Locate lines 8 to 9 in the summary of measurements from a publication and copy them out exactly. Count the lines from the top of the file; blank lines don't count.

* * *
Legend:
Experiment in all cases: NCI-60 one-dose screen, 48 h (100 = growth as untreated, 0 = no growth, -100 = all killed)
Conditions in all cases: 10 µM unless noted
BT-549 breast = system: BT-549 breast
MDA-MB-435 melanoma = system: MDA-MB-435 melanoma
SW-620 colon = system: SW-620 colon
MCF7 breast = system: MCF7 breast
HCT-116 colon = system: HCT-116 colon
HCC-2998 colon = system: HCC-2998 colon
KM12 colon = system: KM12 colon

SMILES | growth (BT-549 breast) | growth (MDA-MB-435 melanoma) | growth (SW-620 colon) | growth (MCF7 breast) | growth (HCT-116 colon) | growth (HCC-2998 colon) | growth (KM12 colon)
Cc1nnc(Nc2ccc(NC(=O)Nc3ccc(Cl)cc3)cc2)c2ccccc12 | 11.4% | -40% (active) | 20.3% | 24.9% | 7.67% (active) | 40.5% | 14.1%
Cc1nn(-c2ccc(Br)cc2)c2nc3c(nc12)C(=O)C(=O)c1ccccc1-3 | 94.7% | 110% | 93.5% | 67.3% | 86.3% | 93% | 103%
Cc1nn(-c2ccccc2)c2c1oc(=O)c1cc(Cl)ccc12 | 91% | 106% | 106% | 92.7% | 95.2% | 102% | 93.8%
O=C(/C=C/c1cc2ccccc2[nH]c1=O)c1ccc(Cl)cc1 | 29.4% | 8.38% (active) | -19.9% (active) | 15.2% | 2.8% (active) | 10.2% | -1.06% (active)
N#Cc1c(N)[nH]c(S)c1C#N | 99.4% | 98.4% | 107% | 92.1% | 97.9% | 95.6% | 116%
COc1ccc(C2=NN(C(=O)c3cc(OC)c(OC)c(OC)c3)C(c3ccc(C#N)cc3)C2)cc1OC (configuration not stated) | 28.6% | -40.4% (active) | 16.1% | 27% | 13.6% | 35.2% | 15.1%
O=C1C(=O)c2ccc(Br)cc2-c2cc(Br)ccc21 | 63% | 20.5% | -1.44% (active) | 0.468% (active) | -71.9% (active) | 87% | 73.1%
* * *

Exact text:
HCT-116 colon = system: HCT-116 colon
HCC-2998 colon = system: HCC-2998 colon